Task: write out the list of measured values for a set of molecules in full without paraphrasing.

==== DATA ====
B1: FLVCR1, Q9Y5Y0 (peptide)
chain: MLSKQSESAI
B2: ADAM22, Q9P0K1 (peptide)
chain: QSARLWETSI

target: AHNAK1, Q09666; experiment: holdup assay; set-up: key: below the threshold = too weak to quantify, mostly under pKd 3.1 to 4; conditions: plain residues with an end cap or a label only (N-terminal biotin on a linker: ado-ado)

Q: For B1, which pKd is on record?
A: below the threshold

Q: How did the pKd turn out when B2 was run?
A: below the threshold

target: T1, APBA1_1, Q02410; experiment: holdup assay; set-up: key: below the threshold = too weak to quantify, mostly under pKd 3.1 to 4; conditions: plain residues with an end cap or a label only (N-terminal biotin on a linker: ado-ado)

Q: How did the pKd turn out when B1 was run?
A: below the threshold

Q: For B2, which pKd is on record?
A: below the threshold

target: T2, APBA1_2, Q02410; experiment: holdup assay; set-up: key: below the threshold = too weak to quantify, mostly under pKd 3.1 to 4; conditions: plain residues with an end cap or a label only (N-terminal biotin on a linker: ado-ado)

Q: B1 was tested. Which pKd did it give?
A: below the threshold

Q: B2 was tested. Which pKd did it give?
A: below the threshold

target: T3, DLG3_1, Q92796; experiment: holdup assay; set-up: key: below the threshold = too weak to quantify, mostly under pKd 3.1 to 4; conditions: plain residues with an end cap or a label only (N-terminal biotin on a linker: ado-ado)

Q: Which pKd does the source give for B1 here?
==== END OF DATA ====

B1: FLVCR1, Q9Y5Y0 (peptide)
chain: MLSKQSESAI
B2: ADAM22, Q9P0K1 (peptide)
chain: QSARLWETSI

target: AHNAK1, Q09666; experiment: holdup assay; set-up: key: below the threshold = too weak to quantify, mostly under pKd 3.1 to 4; conditions: plain residues with an end cap or a label only (N-terminal biotin on a linker: ado-ado)

Q: For B1, which pKd is on record?
A: below the threshold

Q: How did the pKd turn out when B2 was run?
A: below the threshold

target: T1, APBA1_1, Q02410; experiment: holdup assay; set-up: key: below the threshold = too weak to quantify, mostly under pKd 3.1 to 4; conditions: plain residues with an end cap or a label only (N-terminal biotin on a linker: ado-ado)

Q: How did the pKd turn out when B1 was run?
A: below the threshold

Q: For B2, which pKd is on record?
A: below the threshold

target: T2, APBA1_2, Q02410; experiment: holdup assay; set-up: key: below the threshold = too weak to quantify, mostly under pKd 3.1 to 4; conditions: plain residues with an end cap or a label only (N-terminal biotin on a linker: ado-ado)

Q: B1 was tested. Which pKd did it give?
A: below the threshold

Q: B2 was tested. Which pKd did it give?
A: below the threshold

target: T3, DLG3_1, Q92796; experiment: holdup assay; set-up: key: below the threshold = too weak to quantify, mostly under pKd 3.1 to 4; conditions: plain residues with an end cap or a label only (N-terminal biotin on a linker: ado-ado)

Q: Which pKd does the source give for B1 here?